Punk Week continues with an essay on veganism in the genre, led by Rise Against, Propagandhi and others. For more on Rise Against, check out our exclusive video interview with them here. And for more punk in your life, snag the new “Punk Is Dead, Long Live Punk!” T-shirt at the Consequence Shop.

    A few weeks ago, I texted my older sister to ask if she had been into Rise Against when she was younger. Eight years older than me and having graduated high school in 2001, she had been the perfect age for the ascent of the Chicago punk act, who unleashed their The Unraveling debut in April of that year.

    While we were texting, I was at one of their shows; they were playing a pristine rooftop in lower Manhattan — a beautiful, albeit slightly odd, place to see a long-running punk rock band. Still, they played a high energy set with the Descendents as support, and the crowd couldn’t have been more delighted. Neither could my sister. “Rise Against [is] so good,” she hastily responded. “They are all vegan,” she added. “I watched some of their music videos and couldn’t eat meat for like three months…”


    While she didn’t specify which videos she was referring to, it’s not hard to guess it probably included the Kevin Kerslake-directed visuals for 2006’s “Ready to Fall.” In the clip, frontman Tim McIlrath sings interspersed between dramatic yet unfortunately realistic imagery of the destruction of planet Earth. Forests are demolished, birds are covered in oil, polar bears look devastated, and it’s all at the hands of us, the human race. At the end of the video, McIlrath stares right into your soul and says, “Every action has a reaction. We’ve got one planet. One chance.”

    As my sister said, Rise Against are notoriously plant-based, with McIlrath leading the way — he’s outspoken about his mission, and has partnered with PETA in the past. (Bassist Joe Principe also went vegan in 2017.)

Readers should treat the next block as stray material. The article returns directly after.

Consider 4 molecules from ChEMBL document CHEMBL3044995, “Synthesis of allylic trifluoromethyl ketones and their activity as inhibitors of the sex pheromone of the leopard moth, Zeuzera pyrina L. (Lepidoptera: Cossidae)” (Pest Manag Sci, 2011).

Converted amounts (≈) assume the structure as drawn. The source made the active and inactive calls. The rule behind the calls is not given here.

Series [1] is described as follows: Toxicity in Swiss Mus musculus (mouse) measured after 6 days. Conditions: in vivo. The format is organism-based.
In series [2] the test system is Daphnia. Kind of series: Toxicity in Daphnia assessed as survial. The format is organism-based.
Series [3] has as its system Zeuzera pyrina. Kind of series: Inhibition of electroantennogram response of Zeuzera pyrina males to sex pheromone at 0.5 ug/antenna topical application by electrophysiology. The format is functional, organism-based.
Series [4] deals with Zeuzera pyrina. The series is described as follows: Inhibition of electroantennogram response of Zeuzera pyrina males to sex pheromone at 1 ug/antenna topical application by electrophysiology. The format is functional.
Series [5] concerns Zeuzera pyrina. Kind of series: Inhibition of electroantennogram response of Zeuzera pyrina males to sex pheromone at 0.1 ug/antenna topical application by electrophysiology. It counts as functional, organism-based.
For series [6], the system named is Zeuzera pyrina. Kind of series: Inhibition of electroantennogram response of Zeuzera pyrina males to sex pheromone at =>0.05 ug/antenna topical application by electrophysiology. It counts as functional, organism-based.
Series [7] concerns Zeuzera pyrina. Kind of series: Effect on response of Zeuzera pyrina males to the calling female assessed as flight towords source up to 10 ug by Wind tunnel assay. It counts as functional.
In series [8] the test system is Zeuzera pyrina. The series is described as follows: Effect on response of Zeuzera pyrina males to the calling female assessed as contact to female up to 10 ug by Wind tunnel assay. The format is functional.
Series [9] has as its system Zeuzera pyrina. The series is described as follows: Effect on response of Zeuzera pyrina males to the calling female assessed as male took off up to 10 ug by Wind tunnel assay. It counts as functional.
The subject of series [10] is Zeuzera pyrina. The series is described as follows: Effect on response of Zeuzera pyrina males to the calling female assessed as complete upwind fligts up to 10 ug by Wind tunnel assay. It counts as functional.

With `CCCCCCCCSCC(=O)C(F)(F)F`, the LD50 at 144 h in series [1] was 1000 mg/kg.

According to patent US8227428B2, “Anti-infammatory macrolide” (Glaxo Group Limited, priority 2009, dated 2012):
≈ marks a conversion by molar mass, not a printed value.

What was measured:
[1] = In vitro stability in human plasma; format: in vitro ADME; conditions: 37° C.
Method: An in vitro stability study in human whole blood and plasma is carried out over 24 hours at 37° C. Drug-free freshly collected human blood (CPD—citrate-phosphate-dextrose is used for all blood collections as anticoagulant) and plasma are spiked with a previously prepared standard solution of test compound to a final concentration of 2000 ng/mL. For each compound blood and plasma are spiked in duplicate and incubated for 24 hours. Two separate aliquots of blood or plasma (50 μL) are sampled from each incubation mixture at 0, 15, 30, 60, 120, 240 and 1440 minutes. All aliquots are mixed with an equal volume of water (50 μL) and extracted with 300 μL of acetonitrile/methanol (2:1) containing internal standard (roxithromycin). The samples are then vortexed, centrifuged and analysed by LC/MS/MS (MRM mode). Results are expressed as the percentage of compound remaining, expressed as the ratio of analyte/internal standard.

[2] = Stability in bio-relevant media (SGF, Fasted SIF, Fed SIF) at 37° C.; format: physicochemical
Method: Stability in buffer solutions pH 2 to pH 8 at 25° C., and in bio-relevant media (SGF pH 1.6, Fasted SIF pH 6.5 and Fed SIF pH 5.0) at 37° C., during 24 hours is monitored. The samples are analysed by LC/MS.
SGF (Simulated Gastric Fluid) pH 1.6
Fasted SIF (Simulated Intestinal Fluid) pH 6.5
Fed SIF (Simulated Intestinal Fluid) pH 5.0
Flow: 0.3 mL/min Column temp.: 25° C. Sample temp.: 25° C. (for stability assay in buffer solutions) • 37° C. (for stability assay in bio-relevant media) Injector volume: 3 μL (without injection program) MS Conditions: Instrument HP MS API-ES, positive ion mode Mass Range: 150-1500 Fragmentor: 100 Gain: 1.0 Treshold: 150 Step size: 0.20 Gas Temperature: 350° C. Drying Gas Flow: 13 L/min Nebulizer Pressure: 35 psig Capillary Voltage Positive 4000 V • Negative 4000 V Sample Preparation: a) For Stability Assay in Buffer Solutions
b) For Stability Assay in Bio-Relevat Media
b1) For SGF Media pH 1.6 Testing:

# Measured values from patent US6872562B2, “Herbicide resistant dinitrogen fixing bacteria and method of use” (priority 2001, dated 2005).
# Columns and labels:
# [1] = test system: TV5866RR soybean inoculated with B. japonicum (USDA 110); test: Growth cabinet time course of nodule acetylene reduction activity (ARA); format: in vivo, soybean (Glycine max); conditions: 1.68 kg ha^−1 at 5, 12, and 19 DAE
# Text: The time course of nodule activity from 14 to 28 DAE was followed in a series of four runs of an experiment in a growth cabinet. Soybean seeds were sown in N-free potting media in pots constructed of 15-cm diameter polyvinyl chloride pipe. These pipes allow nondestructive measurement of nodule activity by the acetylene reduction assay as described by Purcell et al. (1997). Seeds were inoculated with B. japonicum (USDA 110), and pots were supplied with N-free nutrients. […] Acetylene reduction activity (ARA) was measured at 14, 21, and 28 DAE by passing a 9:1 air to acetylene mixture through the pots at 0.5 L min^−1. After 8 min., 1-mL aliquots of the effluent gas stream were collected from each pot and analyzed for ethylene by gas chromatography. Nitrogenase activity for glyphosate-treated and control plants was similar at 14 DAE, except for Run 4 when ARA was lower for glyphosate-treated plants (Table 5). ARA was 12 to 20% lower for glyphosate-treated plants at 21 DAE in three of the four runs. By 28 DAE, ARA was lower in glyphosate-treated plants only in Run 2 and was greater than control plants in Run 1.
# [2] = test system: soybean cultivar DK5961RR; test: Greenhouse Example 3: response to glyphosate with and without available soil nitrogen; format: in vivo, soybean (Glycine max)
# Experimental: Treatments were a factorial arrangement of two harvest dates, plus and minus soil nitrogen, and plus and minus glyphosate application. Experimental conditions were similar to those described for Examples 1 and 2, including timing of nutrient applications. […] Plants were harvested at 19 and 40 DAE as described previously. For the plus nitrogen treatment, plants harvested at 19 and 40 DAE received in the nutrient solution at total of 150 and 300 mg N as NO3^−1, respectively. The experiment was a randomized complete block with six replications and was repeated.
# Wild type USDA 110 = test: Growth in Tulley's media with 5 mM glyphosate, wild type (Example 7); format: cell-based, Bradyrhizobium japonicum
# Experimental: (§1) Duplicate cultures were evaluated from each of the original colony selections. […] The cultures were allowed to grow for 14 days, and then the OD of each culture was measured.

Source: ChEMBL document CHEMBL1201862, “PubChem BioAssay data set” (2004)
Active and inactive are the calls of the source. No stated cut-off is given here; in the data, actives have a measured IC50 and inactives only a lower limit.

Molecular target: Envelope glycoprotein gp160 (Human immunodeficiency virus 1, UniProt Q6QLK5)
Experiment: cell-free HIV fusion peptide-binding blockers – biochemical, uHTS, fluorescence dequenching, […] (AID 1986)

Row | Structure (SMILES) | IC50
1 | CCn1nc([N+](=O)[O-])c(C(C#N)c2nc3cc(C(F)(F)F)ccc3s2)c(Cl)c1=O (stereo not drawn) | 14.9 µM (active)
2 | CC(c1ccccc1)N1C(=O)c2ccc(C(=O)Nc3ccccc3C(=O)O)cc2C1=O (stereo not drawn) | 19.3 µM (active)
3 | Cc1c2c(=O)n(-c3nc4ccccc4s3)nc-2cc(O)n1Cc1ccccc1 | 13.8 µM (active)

While veganism today is generally thought to be all peace and love and plants, it’s important to remember that beyond health reasons, individuals often choose to become vegan as a form of activism. Ethical veganism is easier to understand than one might think: It’s the ideology that it is 100% wrong to eat animals and their by-products.


    Animals are incapable of giving consent for us to take from them, whether it’s their fur, their milk, or their bodies. In protection of those creatures’ rights, ethical vegans’ choice to eat only plants is activism in practice. So when a teenager sees people selling vegan backed goods outside a DIY hardcore venue, it might seem strange at first, until they realize the natural intersection between punk and advocacy.

    Because punk music and activism are inherently tied together, it’s no surprise that the vegan subculture is a welcome part of punk culture. As punk is built in anarchy and anti-establishment thinking, so is veganism. Saying no to eating meat, refusing to wear leather, and fighting animal testing is just as much going against the system as is the ideology behind straight edge culture — exemplified in Rise Against, as well as a number of bands that came before them.